The Rise in Illegal Immigration in the 1960s

Authored by Elizabeth Paul

This is a hidden compartment meant to smuggle in illegal aliens from Mexico, taken in 1968.

In 1965, the Immigration and Nationality Act, also known as the Hart-Celler Act, was signed into law by President Lyndon B. Johnson (Ball et al 2017). This act ended the quota system started in the 1920s that had been put in place that gave preference to those of European origin, and instead created a system that was meant to reunite immigrant families and attract skilled workers ( 2010). This original quota system, however, did not include Mexico (The John W. Kluge Center at the Library of Congress 2015). Because of this, temporary workers from Mexico were often hired to work on farms as part of the Bracero Program (Ball et al 2017). However, even after the end of this program as well as the introduction of the 1965 Immigration and Nationality Act, former workers that were part of the Bracero Program would still cross over the border to work these farm jobs.

The Farm Labor Agreement, signed in 1942, was an agreement between the United States and Mexican governments that became known as the Bracero Program (National Parks Services, n.d.). Because of labor shortages due to World War II, farms were in need of people to tend to crops (The John W. Kluge Center at the Library of Congress 2015). The agreement between the governments allowed workers from Mexico to come to the United States to work as these much-needed farmhands (National Parks Services, n.d.). Despite World War II ending in 1945, the Bracero Program would continue until 1964. Because these braceros were not American citizens and did not have rights and were willing to take these jobs, farms were able to pay bracero workers lower wages (Omreka RSS, n.d.).

When the Immigration and Nationality Act was put into effect, it was said by many that this would not have a major impact on the U.S. population ( 2010). However, because of such developments such as the Bracero Program as well as the new limitations on immigrants from the Western Hemisphere of the world, this led to a major increase in illegal immigration into the United States (Ball et al 2017). Despite the Bracero Program ending and the new Immigration Act making it so only certain people could enter the country, many former bracero workers would continue to cross the border to reach these same jobs illegally (Ball et al 2017). People would enlist such tactics as the one in the picture above to sneak these migrant workers across the border.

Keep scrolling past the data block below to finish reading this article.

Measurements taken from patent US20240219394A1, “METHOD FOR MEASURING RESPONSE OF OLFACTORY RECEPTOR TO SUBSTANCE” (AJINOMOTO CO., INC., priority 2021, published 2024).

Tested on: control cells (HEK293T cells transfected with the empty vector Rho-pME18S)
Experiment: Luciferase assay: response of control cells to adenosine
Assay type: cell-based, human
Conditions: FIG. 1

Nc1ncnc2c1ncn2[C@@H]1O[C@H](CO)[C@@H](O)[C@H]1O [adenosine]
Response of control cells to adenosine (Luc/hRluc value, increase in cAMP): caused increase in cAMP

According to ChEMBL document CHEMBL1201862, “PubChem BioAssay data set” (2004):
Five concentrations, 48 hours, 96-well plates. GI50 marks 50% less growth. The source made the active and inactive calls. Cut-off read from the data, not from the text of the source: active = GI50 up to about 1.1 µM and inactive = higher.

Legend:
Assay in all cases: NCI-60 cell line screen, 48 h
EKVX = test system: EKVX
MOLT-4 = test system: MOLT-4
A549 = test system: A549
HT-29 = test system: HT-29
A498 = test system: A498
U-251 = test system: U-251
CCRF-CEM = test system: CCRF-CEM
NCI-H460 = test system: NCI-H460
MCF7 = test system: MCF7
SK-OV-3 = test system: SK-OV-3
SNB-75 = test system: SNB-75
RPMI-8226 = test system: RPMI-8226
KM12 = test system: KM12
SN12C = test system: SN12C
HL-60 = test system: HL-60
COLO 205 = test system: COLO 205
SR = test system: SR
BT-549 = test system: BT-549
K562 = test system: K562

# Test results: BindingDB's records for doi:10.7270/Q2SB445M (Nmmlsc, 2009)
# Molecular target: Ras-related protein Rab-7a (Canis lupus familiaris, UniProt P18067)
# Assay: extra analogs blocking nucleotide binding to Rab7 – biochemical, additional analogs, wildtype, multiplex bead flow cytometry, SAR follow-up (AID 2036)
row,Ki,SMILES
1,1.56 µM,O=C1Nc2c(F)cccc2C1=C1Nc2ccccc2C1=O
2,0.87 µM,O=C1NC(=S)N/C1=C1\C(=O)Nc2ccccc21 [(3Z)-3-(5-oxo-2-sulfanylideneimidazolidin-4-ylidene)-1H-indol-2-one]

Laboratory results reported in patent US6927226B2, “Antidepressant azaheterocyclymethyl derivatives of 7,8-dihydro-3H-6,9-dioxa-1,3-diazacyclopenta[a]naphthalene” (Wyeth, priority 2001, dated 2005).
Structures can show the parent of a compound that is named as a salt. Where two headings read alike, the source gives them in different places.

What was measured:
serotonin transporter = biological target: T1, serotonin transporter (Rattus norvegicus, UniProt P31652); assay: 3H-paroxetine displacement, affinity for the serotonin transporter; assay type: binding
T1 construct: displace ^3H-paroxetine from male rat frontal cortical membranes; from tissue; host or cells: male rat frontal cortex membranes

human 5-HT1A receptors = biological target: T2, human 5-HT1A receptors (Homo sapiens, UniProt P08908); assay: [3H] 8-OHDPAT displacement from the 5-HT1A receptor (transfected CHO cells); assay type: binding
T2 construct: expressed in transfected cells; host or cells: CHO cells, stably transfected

The Vincentian way of life encourages people to respect others and to “foster a world view and to further efforts toward global harmony and development by creating an atmosphere in which all may imbibe and embody the spirit of compassionate concern for others” (St. John’s University, n.d.). With immigration being such a hot topic in today’s social and political climate, it’s important to understand why illegal immigration even became a thing as well understanding where and why many of these immigrants came to the United States. Fully understanding the background of these immigrants shows the Vincentian way of respect and compassion for others.


  1. Ball, Isabel, Chishti, Muzaffar, Hipsman, Faye. “Fifty Years On, the 1965 Immigration and Nationality Act Continues to Reshape the United States.” March 02, 2017. Accessed March 16, 2018.
  2. “U.S. Immigration Since 1965.” 2010. Accessed March 16, 2018.
  3. The John W. Kluge Center at the Library of Congress. “Mexican Immigration to the United States: A Brief History.” Time. March 12, 2015. Accessed March 16, 2018.
  4. “About.” Omreka RSS. Accessed March 16, 2018.
  5. “An Historic Overview of Latino Immigration and the Demographic Transformation of the United States.” National Parks Service. Accessed March 16, 2018.
  6. John’s University. “Our Mission.” Accessed March 16, 2018.